Superlatives that don’t border on hyperbole. A hare that jaunts ahead of a tortoise, uncaring of some consolatory proverb. An 4’11” Indian woman who saunters on stage, and gets tattooed 6 foot gym-boys with ripped biceps and gelled spiked hair in the crowd, to utter “whoa, I couldn’t lift 88 like her, maan.” Mirabai Chanu gave Birmingham’s diaspora assembled at the National Exhibition Centre, an experience they’ll not forget too soon. Or ever.
Adjectives flowed. Fantastic. Different level. In a league of her own. Every announcement of a lift of the Snatch or Clean & Jerk, raised hysterical anticipation, and not just amongst the ethnic Indian supporters. The MC in the arena couldn’t stop repeating that the assembled crowd, some connoisseurs, others casual drifters into ‘the lifting’ were in the presence of an outstanding sports hero, a World Champion, an Olympic medallist and a world record holder.
The crowd hunched forward to watch closer than what their seats allowed, steadied their breaths as she announced outrageous weight targets, far ahead of the CWG pack, and then meticulously hunted down her own tall proclamations. A gold was a foregone conclusion. Mirabai did something grander – she made weightlifting, a test of strength in sinews, into a spectator sport. The arena roared with her, howled when she scythed down one weight after another, and teased them with a whiff of the possibility of a world record.
Eventually Mirabai (201 = 88 + 113) finished a staggering 29 kg ahead of Mauritian Ranaivosoa (172 = 76+96), but the crowd was here to watch a rare Indian blow the field. Sirish is a young Indian origin IT professional from South Africa, working in London, who walked in to figure out what the phenom was all about. “Of Course she’s a huge inspiration for females. But she’s a bigger inspiration for men. I mean do you know any Indian man who can wipe out a field like this? We have Virat Kohli in cricket, but even he has Steve Smith and Joe Root on his tail. It’s so different to watch an Indian dominate like this.”
The CWG was expected to be a stomping ground for the Indian, with the Chinese Olympic champ Hou Zhihui not around. Still, watching it unfold in front of them left fans rubbing their eyes and waving their hands and playing air drums after every lift, as mass goosebumps struck.
“She just went from 84 kg to 88 in her next (Snatch) lift, while others were crawling up 1 kg at a time. It’s stunning to watch, and then a double take that it’s an Indian,” said Akshay Magdum, who came in from Exeter to watch the Indian lord over the barbell. “Growing up in undergrad, I used to lift weights and you tend to know how difficult it is to stay consistent, build shape in every lift. Imagine she just walked up and went for a 6 kg raise in a matter of minutes. You need sufficient rest and to settle heart beats,” he added, still stupefied.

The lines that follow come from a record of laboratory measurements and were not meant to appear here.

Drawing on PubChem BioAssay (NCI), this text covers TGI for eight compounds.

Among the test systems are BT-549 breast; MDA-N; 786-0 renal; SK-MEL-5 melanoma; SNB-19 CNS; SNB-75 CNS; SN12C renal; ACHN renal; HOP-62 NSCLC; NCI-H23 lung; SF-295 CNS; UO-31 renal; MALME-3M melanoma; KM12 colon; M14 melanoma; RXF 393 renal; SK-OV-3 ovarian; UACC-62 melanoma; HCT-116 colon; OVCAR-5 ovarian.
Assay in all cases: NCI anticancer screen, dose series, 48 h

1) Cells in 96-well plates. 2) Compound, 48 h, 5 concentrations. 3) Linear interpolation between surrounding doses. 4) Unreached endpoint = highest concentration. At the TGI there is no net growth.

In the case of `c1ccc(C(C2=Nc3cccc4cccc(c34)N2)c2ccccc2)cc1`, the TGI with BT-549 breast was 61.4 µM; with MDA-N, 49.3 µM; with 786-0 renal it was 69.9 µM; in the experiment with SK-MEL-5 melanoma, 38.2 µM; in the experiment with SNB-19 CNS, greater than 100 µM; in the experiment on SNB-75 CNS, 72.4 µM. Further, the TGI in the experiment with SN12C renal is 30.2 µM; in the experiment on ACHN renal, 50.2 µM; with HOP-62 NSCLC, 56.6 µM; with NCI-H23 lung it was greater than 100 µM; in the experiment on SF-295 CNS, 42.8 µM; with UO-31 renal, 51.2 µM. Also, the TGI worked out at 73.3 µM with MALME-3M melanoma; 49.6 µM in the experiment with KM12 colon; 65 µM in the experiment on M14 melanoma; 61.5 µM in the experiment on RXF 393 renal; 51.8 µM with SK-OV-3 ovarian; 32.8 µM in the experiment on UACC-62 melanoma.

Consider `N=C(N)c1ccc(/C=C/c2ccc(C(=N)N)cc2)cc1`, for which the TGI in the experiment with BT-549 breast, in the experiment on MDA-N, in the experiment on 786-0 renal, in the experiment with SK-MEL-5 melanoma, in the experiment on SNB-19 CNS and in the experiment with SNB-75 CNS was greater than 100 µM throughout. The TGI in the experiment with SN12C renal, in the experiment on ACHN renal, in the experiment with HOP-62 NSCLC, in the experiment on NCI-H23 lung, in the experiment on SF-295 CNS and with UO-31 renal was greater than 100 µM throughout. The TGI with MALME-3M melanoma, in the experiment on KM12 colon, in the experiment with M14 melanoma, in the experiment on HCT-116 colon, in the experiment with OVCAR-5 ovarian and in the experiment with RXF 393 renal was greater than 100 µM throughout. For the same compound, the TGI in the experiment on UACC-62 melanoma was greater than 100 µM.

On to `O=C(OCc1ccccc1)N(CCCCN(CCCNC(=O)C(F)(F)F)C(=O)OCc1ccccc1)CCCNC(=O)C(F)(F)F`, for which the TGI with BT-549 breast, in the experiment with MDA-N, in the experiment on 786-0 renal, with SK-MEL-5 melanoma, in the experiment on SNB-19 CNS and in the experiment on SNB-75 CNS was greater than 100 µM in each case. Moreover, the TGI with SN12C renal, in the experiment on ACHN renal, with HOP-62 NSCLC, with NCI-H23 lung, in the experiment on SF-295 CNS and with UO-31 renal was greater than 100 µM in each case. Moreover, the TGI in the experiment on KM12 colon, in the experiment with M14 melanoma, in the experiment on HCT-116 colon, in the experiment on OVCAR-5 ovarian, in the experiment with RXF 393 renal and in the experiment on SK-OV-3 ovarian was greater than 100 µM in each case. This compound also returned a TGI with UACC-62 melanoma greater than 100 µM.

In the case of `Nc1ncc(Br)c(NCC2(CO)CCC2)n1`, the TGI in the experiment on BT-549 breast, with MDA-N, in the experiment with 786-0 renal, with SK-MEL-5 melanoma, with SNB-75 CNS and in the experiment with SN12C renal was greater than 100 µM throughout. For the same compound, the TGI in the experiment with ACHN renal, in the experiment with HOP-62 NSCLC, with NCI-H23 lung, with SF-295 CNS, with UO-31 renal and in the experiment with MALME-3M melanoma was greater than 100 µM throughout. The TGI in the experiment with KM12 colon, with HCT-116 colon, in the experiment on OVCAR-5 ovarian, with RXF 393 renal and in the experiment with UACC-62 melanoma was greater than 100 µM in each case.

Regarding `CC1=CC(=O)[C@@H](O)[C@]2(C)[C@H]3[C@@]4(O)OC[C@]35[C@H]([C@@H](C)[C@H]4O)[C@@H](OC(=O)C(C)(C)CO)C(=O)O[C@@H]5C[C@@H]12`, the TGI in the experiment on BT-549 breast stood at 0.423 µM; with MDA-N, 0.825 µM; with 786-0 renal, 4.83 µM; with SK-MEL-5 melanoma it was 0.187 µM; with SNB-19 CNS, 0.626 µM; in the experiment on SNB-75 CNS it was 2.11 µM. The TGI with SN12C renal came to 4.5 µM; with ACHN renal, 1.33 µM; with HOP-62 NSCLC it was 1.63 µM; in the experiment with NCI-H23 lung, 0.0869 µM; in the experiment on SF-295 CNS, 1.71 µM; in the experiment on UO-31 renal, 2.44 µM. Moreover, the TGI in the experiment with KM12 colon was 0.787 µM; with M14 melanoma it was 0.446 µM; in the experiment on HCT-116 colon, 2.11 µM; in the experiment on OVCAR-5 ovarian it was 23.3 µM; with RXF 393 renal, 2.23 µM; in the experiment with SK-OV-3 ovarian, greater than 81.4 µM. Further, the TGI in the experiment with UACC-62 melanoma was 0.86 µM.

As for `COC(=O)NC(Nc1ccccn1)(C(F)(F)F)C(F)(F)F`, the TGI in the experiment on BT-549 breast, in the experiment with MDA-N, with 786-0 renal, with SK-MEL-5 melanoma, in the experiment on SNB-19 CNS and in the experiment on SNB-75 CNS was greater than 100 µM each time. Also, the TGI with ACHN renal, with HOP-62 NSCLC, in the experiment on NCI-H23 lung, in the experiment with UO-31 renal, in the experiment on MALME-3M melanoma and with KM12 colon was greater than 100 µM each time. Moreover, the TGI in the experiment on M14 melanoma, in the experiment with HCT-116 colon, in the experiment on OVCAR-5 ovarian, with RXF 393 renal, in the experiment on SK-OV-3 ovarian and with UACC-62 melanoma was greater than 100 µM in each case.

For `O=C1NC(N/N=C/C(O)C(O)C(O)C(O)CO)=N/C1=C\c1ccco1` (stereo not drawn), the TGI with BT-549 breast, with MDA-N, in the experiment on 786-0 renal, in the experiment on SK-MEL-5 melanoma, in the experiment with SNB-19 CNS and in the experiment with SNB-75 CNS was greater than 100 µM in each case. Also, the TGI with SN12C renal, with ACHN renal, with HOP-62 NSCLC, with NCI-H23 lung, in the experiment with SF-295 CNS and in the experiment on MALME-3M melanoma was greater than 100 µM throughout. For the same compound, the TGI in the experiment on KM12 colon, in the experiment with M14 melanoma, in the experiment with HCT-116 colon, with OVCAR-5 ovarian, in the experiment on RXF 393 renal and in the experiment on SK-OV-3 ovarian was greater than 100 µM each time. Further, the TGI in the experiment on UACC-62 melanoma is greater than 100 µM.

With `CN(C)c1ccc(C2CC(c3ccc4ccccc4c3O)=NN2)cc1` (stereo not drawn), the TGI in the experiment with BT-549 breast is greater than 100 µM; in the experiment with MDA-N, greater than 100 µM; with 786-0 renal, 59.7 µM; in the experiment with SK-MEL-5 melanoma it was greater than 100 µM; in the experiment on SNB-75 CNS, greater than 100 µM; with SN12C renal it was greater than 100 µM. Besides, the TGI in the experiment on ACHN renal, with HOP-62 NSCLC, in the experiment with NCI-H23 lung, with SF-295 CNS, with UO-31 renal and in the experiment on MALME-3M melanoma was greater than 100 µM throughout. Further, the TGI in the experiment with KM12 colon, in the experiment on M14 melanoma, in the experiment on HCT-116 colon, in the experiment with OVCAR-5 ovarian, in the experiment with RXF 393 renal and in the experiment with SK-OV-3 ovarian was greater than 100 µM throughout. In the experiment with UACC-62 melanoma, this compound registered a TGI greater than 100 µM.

Recreational work out lifters pumping iron all their life, realising just how laughingly amateur their gym gold medals were. It was a stadium full of wide eyed men, bowing before the goddess of iron.
Indian diaspora drops in at cricket and hockey often but not since MC Marykom and Vijender Singh in boxing, have Indian athletes attracted such hysteria. Not unlike a boxer, Mira would come accompanied by coaches, with the white towel wrapped around her shoulders like a pugilist’s robe. She would walk towards the end of the elevated platform after powdering her palms, then step on to the raised level with a skid of one red shoe. Then two limb loosening squats later, palms balled around the bar, she would raise the bar in one smooth motion. Then with nothing jerky in the torso, stand straight, easing hundreds of nerves, breathing nervously with her. And complete the lift without anything aggravating on the nerves.
A wholesome smile would finish the uplifting experience, and light up the arena.
“Aaraam se, tension nai leti” she would explain later. Geared towards the World Championships in December, Mirabai would say she’s happy with technique on her Snatch, but would continue to improve. The thought of a pizza would bring another smile as she would talk of having eaten very little to make weight in the last few days.
The crowd couldn’t get enough of her. “She’s outstanding, none of us had seen her in real life. But it was exciting to know every time she walked out she would crack up some monster lift,”said Birmingham University student Kanishk Kathuria. “Kudos to Mirabai for making weightlifting a sport not associated with India, to this level,” said Bharat Sakhuja.
Birmingham resident Suvir brought his family including daughter Vedika to watch Mirabai. “We are so incredibly proud of her. It was good to show my daughter how strong Indian women can be,” he would say. “This wasn’t a movie. She’s a superwoman,” 7-year-old Vedika would say. “We were shivering and I think I made one eye contact with her. Oh my god, I had goosebumps,” said 20-year-old student Nymphie, originally from Patiala, Punjab studying in the Midlands.
Ultimately, it was about an Indian being so far ahead of the field – not a world standard field, but still 29 kgs. And giving Indians in the stands that rare real feeling of being on top of the world. “I felt the twitch in my shoulder, I literally lived the lift with her. I’ll never forget this experience. Cricket and hockey, yes they are nice. But this was so bad-ass!” Nymphie would add.